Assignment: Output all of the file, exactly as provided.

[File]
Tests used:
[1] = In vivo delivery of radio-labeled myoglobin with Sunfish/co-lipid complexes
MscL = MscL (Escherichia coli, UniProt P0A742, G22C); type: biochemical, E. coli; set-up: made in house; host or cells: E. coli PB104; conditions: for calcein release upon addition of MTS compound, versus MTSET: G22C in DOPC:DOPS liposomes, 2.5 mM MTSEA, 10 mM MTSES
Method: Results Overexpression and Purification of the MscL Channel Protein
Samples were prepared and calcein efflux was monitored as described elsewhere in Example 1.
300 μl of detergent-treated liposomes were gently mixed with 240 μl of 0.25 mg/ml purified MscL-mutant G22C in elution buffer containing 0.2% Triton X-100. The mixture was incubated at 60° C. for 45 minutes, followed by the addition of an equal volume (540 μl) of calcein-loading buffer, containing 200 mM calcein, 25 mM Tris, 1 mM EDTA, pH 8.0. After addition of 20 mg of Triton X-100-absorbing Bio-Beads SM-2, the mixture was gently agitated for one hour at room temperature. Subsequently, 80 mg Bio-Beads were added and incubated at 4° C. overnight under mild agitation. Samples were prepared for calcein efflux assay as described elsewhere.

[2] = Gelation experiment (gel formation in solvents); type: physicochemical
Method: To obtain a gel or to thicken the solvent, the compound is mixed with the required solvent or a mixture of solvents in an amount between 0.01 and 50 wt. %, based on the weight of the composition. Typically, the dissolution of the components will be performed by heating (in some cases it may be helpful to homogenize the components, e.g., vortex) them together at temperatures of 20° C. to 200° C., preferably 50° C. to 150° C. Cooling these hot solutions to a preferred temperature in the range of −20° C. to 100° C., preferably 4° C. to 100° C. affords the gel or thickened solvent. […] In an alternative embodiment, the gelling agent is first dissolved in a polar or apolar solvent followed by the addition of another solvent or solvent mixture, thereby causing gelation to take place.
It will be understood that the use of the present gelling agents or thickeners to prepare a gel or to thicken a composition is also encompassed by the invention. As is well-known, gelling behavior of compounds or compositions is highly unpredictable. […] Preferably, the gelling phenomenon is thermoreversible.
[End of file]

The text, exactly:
Tests used:
[1] = In vivo delivery of radio-labeled myoglobin with Sunfish/co-lipid complexes
MscL = MscL (Escherichia coli, UniProt P0A742, G22C); type: biochemical, E. coli; set-up: made in house; host or cells: E. coli PB104; conditions: for calcein release upon addition of MTS compound, versus MTSET: G22C in DOPC:DOPS liposomes, 2.5 mM MTSEA, 10 mM MTSES
Method: Results Overexpression and Purification of the MscL Channel Protein
Samples were prepared and calcein efflux was monitored as described elsewhere in Example 1.
300 μl of detergent-treated liposomes were gently mixed with 240 μl of 0.25 mg/ml purified MscL-mutant G22C in elution buffer containing 0.2% Triton X-100. The mixture was incubated at 60° C. for 45 minutes, followed by the addition of an equal volume (540 μl) of calcein-loading buffer, containing 200 mM calcein, 25 mM Tris, 1 mM EDTA, pH 8.0. After addition of 20 mg of Triton X-100-absorbing Bio-Beads SM-2, the mixture was gently agitated for one hour at room temperature. Subsequently, 80 mg Bio-Beads were added and incubated at 4° C. overnight under mild agitation. Samples were prepared for calcein efflux assay as described elsewhere.

[2] = Gelation experiment (gel formation in solvents); type: physicochemical
Method: To obtain a gel or to thicken the solvent, the compound is mixed with the required solvent or a mixture of solvents in an amount between 0.01 and 50 wt. %, based on the weight of the composition. Typically, the dissolution of the components will be performed by heating (in some cases it may be helpful to homogenize the components, e.g., vortex) them together at temperatures of 20° C. to 200° C., preferably 50° C. to 150° C. Cooling these hot solutions to a preferred temperature in the range of −20° C. to 100° C., preferably 4° C. to 100° C. affords the gel or thickened solvent. […] In an alternative embodiment, the gelling agent is first dissolved in a polar or apolar solvent followed by the addition of another solvent or solvent mixture, thereby causing gelation to take place.
It will be understood that the use of the present gelling agents or thickeners to prepare a gel or to thicken a composition is also encompassed by the invention. As is well-known, gelling behavior of compounds or compositions is highly unpredictable. […] Preferably, the gelling phenomenon is thermoreversible.